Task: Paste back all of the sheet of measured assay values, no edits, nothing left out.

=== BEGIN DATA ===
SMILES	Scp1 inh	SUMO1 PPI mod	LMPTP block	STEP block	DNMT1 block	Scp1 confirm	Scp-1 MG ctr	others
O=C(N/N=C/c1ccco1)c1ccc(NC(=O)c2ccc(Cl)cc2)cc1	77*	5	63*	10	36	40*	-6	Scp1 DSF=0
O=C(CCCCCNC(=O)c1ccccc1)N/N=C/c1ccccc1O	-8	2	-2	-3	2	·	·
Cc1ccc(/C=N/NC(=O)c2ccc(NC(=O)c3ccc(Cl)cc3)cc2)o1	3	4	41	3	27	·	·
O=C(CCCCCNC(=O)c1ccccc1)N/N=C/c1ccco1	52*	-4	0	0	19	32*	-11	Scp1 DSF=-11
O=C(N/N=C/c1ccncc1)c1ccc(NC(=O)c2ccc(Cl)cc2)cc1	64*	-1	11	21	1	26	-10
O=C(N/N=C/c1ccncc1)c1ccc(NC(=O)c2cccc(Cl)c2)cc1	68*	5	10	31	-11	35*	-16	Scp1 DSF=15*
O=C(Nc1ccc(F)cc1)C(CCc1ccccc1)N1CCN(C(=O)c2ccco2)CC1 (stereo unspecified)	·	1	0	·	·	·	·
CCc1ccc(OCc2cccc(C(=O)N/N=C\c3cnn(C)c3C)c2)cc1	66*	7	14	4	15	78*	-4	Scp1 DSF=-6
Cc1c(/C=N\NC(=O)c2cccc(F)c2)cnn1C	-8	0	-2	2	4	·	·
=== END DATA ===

SMILES	Scp1 inh	SUMO1 PPI mod	LMPTP block	STEP block	DNMT1 block	Scp1 confirm	Scp-1 MG ctr	others
O=C(N/N=C/c1ccco1)c1ccc(NC(=O)c2ccc(Cl)cc2)cc1	77*	5	63*	10	36	40*	-6	Scp1 DSF=0
O=C(CCCCCNC(=O)c1ccccc1)N/N=C/c1ccccc1O	-8	2	-2	-3	2	·	·
Cc1ccc(/C=N/NC(=O)c2ccc(NC(=O)c3ccc(Cl)cc3)cc2)o1	3	4	41	3	27	·	·
O=C(CCCCCNC(=O)c1ccccc1)N/N=C/c1ccco1	52*	-4	0	0	19	32*	-11	Scp1 DSF=-11
O=C(N/N=C/c1ccncc1)c1ccc(NC(=O)c2ccc(Cl)cc2)cc1	64*	-1	11	21	1	26	-10
O=C(N/N=C/c1ccncc1)c1ccc(NC(=O)c2cccc(Cl)c2)cc1	68*	5	10	31	-11	35*	-16	Scp1 DSF=15*
O=C(Nc1ccc(F)cc1)C(CCc1ccccc1)N1CCN(C(=O)c2ccco2)CC1 (stereo unspecified)	·	1	0	·	·	·	·
CCc1ccc(OCc2cccc(C(=O)N/N=C\c3cnn(C)c3C)c2)cc1	66*	7	14	4	15	78*	-4	Scp1 DSF=-6
Cc1c(/C=N\NC(=O)c2cccc(F)c2)cnn1C	-8	0	-2	2	4	·	·